From the routine lines for consumer goods to the ritual queue to Lenin’s mausoleum on Red Square, queues brought Soviet citizens together in expectation of the future and shaped their personal and collective identities.
This shirt features a phrase familiar to everyone who has ever lived in a Soviet republic (or a post-Soviet city!): 'кто последний?' which translates as 'who's last [in the queue]?' - a question that one must ask when approaching a queue (non-negotiable!)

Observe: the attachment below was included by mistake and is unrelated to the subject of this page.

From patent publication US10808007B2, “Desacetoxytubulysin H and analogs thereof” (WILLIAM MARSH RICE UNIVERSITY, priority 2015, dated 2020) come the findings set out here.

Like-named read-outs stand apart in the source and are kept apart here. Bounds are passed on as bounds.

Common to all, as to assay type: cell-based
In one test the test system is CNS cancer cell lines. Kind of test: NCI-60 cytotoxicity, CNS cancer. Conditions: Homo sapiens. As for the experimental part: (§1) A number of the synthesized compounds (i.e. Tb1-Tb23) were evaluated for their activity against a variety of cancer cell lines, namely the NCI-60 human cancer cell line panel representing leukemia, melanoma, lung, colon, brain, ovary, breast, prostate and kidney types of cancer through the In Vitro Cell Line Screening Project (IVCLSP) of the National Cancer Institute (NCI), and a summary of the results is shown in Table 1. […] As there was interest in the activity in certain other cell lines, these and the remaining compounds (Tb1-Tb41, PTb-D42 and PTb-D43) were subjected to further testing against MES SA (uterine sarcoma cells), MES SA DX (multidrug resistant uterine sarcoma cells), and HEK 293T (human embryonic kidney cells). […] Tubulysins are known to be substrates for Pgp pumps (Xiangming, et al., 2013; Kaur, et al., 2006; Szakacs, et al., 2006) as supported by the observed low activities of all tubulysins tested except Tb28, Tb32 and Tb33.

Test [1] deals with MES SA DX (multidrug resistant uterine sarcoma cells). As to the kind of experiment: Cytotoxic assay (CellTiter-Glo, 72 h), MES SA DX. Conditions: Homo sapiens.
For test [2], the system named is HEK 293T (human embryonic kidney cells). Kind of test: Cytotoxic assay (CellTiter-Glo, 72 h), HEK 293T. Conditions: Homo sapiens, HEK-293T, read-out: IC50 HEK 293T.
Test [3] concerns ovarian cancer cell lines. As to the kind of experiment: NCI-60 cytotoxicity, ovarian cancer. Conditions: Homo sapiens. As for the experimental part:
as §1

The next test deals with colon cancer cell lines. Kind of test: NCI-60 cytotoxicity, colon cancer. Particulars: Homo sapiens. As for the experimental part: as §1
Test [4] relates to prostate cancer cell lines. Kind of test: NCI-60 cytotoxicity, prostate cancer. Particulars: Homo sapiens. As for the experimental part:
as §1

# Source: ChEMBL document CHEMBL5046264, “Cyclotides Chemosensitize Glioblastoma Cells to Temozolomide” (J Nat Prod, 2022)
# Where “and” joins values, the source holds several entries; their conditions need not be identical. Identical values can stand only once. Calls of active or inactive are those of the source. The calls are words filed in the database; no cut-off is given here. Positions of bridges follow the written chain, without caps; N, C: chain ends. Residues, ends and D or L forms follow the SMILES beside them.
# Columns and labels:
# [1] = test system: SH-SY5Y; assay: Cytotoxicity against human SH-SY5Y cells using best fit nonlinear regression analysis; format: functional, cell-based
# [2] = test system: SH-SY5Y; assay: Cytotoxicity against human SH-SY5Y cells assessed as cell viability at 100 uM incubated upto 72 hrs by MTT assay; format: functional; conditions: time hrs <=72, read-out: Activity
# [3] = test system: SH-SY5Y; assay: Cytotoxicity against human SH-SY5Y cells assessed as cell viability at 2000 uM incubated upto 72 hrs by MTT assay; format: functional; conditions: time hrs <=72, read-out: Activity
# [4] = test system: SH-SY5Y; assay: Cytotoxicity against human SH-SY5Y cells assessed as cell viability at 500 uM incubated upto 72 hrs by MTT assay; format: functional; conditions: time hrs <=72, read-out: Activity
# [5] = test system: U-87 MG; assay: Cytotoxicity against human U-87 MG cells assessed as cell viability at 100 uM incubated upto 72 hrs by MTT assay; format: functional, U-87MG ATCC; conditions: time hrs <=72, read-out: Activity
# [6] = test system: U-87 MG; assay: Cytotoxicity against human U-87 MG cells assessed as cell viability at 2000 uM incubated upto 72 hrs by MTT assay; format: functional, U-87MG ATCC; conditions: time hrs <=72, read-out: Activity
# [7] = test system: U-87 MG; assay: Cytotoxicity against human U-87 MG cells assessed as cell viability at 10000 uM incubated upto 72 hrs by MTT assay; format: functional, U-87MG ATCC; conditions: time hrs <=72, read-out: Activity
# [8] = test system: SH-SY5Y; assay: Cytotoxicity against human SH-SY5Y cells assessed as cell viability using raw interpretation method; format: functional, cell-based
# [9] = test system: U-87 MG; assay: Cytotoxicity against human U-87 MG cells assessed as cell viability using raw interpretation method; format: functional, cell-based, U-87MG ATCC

Queue-standing in the Soviet Union was a fundamental part of life. In fact, some people would refuse to buy anything without a queue because no long line meant there must not be anything worth waiting for. Standing in line was not just a means of getting something — it was almost a sport, an activity in itself.
*We thank our friend Pascal Dumont for suggesting this shirt design, inspired by his countless hours of queuing in various post-Soviet cities.
• 100% ring-spun cotton
• Double stitching on the neckline and sleeves
• Pre-shrunk, shoulder-to-shoulder taping
• Quarter-turned to avoid crease down the center
• Dark heather is 65% polyester, 35% cotton
• Shipped from USA & EU
|Length (inches)||28||29 ¼||30 ¼||31 ¼||32 ½||33 ½|